Yusuian: Soba at Jindaiji

On the way to Jindaiji, we walked through some really serene tree-lined brick streets.  We passed by a lot of soba restaurants that all looked traditional and authentic, but not knowing the area, we opted for the restaurant with the longest line – Yasuian.  It was after the lunch rush on a rainy day so the wait was only about 10 minutes.

Soba and Tempura Set at Yusuian in Jindaiji

All of their soba is made at the restaurant.  If you’re lucky enough, you can watch them make soba while you wait in the kitchen next to the restaurant.  If not, you can still amuse yourself with their selection of homemade cookies and snacks.

Roll cookies at Yusuian in JindaijiTheir interior is simple and a modern take on traditional decor.  Half of the restaurant is filled with tables, and the other half is tatami.  There is also outdoor seating if the weather is nice.

Yusuian Jindaiji Soba Restaurant Interior

I love the pendant lighting and chandeliers in the restaurant.

Yusuian Jindaiji Chandeliers

I ordered the soba and tempura set – their most popular item on the menu.  It was perfectly cooked, and the tempura was light and crispy without too much oil.

Attentive and friendly staff at Yusuian in Jindaiji

For dessert, I had to try the soba yokan (pronounced: so-bah yo-kahn).  It’s mildly sweet adzuki bean filling covered with a gelatin made from soba water.  For a summer day, it was light, cool, refreshing.  It goes well with green tea, and if you get tired of the flavor, you can cleanse your palette with the pickle bits served on the side.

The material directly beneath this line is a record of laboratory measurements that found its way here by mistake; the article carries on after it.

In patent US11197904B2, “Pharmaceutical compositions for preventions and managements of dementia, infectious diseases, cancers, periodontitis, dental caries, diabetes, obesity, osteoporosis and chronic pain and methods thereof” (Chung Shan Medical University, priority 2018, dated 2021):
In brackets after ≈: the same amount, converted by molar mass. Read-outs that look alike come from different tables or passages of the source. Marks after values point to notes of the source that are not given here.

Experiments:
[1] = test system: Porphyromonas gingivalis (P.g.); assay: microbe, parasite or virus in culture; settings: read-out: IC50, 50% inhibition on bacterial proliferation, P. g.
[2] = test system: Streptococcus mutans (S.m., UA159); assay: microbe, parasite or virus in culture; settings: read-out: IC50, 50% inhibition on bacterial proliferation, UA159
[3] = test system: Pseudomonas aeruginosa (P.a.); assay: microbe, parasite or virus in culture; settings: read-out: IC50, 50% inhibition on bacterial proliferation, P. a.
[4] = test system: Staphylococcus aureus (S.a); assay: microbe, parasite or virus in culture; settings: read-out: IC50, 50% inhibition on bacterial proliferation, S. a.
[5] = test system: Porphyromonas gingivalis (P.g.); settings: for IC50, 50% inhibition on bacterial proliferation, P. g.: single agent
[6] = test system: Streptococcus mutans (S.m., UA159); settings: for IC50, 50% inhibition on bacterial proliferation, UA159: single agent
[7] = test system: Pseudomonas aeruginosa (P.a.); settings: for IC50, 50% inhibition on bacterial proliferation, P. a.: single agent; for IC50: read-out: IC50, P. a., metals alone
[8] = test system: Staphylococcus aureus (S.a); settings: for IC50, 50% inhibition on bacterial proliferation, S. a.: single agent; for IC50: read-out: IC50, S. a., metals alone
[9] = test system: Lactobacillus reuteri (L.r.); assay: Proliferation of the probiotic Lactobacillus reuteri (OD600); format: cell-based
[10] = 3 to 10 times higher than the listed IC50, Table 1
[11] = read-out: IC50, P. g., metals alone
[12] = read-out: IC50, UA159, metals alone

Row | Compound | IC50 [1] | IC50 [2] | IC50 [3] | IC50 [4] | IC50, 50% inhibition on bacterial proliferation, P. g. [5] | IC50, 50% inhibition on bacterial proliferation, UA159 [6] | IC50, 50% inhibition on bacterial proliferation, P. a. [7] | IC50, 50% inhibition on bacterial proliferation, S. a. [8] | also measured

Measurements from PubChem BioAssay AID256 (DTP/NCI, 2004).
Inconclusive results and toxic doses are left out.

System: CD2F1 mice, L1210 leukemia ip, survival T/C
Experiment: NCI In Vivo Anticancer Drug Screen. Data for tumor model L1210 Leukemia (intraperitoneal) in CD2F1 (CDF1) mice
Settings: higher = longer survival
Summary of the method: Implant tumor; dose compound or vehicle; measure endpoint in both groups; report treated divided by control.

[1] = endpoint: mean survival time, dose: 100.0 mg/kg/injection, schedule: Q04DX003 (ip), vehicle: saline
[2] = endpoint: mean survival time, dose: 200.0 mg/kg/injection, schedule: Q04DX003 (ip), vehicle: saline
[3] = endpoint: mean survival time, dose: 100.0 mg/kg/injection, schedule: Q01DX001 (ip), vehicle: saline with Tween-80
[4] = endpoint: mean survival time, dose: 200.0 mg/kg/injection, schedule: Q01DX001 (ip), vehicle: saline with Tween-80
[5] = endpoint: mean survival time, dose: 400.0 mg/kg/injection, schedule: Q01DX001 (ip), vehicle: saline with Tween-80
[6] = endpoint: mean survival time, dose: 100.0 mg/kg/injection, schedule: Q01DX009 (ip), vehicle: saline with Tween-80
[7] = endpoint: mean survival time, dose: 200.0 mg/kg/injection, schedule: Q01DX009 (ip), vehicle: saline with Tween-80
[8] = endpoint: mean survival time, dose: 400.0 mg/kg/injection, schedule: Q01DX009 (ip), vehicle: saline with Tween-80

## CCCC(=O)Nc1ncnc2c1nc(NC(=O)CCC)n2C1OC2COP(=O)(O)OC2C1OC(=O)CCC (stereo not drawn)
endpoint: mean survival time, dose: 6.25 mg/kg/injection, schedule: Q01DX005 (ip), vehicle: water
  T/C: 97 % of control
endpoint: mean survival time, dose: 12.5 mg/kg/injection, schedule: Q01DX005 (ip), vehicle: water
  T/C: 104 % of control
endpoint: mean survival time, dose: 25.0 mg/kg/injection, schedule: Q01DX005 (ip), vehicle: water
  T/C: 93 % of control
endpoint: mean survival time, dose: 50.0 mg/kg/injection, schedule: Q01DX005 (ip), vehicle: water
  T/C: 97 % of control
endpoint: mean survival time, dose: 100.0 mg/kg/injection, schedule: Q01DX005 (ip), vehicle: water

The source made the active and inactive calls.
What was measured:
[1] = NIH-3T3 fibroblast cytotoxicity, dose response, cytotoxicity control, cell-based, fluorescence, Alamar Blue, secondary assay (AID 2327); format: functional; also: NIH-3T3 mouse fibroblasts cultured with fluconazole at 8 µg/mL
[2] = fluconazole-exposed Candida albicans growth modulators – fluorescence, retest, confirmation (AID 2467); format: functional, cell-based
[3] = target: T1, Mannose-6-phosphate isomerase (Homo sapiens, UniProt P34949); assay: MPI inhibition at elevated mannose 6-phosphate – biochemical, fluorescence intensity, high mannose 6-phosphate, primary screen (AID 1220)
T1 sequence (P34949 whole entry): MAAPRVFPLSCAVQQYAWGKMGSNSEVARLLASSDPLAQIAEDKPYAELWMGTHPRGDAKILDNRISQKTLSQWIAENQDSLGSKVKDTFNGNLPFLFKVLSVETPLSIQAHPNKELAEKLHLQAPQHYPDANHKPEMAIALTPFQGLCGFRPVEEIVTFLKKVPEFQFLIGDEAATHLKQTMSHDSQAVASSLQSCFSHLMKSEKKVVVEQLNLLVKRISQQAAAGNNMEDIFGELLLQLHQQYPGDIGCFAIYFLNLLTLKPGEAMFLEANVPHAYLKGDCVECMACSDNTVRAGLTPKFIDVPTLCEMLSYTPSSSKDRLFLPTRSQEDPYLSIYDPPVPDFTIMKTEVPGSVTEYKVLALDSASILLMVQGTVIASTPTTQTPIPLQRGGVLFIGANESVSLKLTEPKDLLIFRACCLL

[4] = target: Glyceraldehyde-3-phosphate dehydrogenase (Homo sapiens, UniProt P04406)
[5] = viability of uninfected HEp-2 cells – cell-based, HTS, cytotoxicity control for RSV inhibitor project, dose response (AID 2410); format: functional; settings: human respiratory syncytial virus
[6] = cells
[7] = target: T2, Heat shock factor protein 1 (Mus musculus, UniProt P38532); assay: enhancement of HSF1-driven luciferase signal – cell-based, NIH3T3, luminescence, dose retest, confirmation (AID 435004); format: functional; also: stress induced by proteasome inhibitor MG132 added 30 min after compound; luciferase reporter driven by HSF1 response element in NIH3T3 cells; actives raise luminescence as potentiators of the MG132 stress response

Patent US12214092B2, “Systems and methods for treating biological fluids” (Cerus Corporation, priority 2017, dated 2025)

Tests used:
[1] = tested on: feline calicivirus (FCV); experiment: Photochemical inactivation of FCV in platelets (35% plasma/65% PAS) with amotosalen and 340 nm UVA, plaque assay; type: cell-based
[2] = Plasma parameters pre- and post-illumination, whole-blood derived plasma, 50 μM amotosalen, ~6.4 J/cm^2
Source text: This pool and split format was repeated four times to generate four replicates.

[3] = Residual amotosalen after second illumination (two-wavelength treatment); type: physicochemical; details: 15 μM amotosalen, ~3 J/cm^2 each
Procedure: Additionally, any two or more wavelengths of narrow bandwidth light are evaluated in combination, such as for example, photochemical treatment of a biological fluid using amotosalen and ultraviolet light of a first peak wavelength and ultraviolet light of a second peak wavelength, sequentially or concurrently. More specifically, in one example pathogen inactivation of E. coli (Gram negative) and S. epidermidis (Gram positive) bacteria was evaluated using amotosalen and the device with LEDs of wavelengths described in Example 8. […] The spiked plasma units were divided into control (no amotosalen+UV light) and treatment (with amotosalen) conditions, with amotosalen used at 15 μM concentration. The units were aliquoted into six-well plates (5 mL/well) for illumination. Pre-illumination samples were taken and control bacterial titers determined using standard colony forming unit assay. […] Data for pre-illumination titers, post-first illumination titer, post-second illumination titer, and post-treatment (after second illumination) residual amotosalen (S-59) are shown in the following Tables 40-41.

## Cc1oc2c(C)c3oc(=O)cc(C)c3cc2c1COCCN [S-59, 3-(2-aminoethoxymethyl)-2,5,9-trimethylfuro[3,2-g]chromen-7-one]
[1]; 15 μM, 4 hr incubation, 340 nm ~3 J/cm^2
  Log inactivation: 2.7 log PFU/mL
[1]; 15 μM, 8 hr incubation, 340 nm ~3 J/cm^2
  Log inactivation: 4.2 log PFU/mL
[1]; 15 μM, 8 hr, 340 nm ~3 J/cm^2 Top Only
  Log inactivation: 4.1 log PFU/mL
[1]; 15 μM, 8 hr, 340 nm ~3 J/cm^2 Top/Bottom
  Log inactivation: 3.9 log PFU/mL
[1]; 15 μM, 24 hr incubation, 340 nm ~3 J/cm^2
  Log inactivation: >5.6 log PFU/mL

Soba Yokan at Yusuian Jindaiji

I’m not sure if Yusuian is the best restaurant in the area, but the food was solid.  There are definitely more atmospheric restaurants close by, but there weren’t any lines there!

Yusuian 湧水(ゆうすい)
東京都調布市深大寺元町5-9-1
0424-98-1323

11 thoughts on “Yusuian: Soba at Jindaiji

    • Morning! Soba are thin noodles made from buckwheat. It’s extremely nutritious and has less calories than udon or ramen. It’s especially good in the summer since it’s often served cold, but it can be found all across Japan in all seasons. Japanese eat soba to celebrate many occasions like New Years, birthdays, and housewarming. Although it’s best fresh, you can usually buy it dried in an Asian market :)

  1. Pingback: How to Eat Soba « oh my omiyage

Leave a Reply

Fill in your details below or click an icon to log in:

WordPress.com Logo

You are commenting using your WordPress.com account. Log Out / Change )

Twitter picture

You are commenting using your Twitter account. Log Out / Change )

Facebook photo

You are commenting using your Facebook account. Log Out / Change )

Google+ photo

You are commenting using your Google+ account. Log Out / Change )

Connecting to %s